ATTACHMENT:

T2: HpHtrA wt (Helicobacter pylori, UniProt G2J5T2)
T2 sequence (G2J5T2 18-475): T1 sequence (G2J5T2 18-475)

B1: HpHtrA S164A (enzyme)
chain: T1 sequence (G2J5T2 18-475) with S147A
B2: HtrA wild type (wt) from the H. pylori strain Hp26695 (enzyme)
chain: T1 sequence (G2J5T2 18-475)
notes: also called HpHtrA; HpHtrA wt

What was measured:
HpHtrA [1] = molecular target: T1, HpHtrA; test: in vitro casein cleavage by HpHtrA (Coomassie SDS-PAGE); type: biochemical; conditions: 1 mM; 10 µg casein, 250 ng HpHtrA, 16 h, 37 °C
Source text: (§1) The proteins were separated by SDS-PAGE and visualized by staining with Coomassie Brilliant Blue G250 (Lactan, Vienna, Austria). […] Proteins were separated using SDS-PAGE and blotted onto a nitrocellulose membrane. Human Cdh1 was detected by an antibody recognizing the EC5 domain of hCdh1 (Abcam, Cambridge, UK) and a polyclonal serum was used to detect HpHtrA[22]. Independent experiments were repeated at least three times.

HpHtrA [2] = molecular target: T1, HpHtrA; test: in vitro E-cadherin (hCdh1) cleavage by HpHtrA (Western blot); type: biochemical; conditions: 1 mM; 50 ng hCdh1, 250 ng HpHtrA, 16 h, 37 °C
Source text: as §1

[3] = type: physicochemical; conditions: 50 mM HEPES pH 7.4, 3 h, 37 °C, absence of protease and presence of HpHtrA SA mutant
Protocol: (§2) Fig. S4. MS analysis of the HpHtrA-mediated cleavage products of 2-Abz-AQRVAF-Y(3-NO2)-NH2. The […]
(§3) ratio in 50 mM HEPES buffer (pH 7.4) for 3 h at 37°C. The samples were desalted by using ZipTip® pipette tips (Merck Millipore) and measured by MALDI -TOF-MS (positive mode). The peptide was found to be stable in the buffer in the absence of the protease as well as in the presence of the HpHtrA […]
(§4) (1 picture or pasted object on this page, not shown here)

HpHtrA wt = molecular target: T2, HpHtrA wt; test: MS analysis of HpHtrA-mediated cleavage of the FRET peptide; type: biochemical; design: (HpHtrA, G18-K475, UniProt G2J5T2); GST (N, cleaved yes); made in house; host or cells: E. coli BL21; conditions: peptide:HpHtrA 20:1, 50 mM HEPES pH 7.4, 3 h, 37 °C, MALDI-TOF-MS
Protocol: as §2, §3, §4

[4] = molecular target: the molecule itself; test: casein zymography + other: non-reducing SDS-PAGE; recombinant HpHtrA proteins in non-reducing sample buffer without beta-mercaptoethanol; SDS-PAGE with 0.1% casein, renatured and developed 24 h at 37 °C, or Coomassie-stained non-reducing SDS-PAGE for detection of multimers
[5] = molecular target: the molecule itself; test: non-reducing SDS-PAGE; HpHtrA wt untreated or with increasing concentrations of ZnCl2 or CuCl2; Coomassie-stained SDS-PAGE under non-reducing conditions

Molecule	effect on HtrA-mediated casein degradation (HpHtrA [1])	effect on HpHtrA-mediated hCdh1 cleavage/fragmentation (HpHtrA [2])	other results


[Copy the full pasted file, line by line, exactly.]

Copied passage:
T2: HpHtrA wt (Helicobacter pylori, UniProt G2J5T2)
T2 sequence (G2J5T2 18-475): T1 sequence (G2J5T2 18-475)

B1: HpHtrA S164A (enzyme)
chain: T1 sequence (G2J5T2 18-475) with S147A
B2: HtrA wild type (wt) from the H. pylori strain Hp26695 (enzyme)
chain: T1 sequence (G2J5T2 18-475)
notes: also called HpHtrA; HpHtrA wt

What was measured:
HpHtrA [1] = molecular target: T1, HpHtrA; test: in vitro casein cleavage by HpHtrA (Coomassie SDS-PAGE); type: biochemical; conditions: 1 mM; 10 µg casein, 250 ng HpHtrA, 16 h, 37 °C
Source text: (§1) The proteins were separated by SDS-PAGE and visualized by staining with Coomassie Brilliant Blue G250 (Lactan, Vienna, Austria). […] Proteins were separated using SDS-PAGE and blotted onto a nitrocellulose membrane. Human Cdh1 was detected by an antibody recognizing the EC5 domain of hCdh1 (Abcam, Cambridge, UK) and a polyclonal serum was used to detect HpHtrA[22]. Independent experiments were repeated at least three times.

HpHtrA [2] = molecular target: T1, HpHtrA; test: in vitro E-cadherin (hCdh1) cleavage by HpHtrA (Western blot); type: biochemical; conditions: 1 mM; 50 ng hCdh1, 250 ng HpHtrA, 16 h, 37 °C
Source text: as §1

[3] = type: physicochemical; conditions: 50 mM HEPES pH 7.4, 3 h, 37 °C, absence of protease and presence of HpHtrA SA mutant
Protocol: (§2) Fig. S4. MS analysis of the HpHtrA-mediated cleavage products of 2-Abz-AQRVAF-Y(3-NO2)-NH2. The […]
(§3) ratio in 50 mM HEPES buffer (pH 7.4) for 3 h at 37°C. The samples were desalted by using ZipTip® pipette tips (Merck Millipore) and measured by MALDI -TOF-MS (positive mode). The peptide was found to be stable in the buffer in the absence of the protease as well as in the presence of the HpHtrA […]
(§4) (1 picture or pasted object on this page, not shown here)

HpHtrA wt = molecular target: T2, HpHtrA wt; test: MS analysis of HpHtrA-mediated cleavage of the FRET peptide; type: biochemical; design: (HpHtrA, G18-K475, UniProt G2J5T2); GST (N, cleaved yes); made in house; host or cells: E. coli BL21; conditions: peptide:HpHtrA 20:1, 50 mM HEPES pH 7.4, 3 h, 37 °C, MALDI-TOF-MS
Protocol: as §2, §3, §4

[4] = molecular target: the molecule itself; test: casein zymography + other: non-reducing SDS-PAGE; recombinant HpHtrA proteins in non-reducing sample buffer without beta-mercaptoethanol; SDS-PAGE with 0.1% casein, renatured and developed 24 h at 37 °C, or Coomassie-stained non-reducing SDS-PAGE for detection of multimers
[5] = molecular target: the molecule itself; test: non-reducing SDS-PAGE; HpHtrA wt untreated or with increasing concentrations of ZnCl2 or CuCl2; Coomassie-stained SDS-PAGE under non-reducing conditions

Molecule	effect on HtrA-mediated casein degradation (HpHtrA [1])	effect on HpHtrA-mediated hCdh1 cleavage/fragmentation (HpHtrA [2])	other results